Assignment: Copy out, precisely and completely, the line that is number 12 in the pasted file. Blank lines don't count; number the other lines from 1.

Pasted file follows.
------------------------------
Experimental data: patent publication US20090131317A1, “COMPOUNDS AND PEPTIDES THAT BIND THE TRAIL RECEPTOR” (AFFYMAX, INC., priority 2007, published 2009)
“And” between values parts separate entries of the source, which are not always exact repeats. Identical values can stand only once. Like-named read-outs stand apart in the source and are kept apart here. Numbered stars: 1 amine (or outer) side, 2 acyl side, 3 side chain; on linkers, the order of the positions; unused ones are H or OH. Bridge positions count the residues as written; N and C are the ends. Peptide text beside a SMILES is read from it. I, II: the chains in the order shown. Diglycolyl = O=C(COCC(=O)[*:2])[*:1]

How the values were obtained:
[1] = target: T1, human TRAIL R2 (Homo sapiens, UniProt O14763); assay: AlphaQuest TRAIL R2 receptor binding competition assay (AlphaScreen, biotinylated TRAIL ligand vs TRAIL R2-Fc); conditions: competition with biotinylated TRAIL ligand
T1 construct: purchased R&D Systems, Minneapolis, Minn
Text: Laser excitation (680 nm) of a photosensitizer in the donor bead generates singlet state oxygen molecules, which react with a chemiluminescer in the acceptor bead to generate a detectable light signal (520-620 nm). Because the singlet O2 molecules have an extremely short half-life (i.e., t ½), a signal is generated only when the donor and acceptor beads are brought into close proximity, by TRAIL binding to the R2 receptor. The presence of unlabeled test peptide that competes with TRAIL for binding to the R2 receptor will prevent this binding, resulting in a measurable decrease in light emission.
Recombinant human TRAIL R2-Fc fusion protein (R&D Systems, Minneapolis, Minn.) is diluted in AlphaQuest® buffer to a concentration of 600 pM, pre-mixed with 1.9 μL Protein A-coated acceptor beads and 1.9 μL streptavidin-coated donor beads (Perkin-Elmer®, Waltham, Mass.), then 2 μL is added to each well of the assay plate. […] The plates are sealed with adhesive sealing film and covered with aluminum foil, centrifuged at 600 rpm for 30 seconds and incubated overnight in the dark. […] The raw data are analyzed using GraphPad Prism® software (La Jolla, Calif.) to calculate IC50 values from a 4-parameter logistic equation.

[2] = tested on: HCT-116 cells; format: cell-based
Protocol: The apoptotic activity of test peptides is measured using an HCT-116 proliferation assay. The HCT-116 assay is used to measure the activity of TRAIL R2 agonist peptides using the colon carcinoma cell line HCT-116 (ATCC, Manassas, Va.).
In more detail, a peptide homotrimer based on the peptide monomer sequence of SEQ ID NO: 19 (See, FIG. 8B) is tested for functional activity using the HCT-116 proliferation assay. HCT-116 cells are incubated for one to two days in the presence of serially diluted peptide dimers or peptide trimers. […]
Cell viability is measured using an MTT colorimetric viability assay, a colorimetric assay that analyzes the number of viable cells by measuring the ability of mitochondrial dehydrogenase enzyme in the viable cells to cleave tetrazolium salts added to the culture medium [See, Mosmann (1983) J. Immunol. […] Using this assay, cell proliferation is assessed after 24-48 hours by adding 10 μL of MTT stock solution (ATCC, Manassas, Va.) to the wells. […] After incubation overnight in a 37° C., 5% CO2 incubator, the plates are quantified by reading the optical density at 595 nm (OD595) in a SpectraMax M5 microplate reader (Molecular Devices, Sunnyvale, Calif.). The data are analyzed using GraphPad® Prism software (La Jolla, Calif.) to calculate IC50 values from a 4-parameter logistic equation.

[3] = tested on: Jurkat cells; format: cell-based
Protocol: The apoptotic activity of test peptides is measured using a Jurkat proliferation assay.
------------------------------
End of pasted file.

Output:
[3] = tested on: Jurkat cells; format: cell-based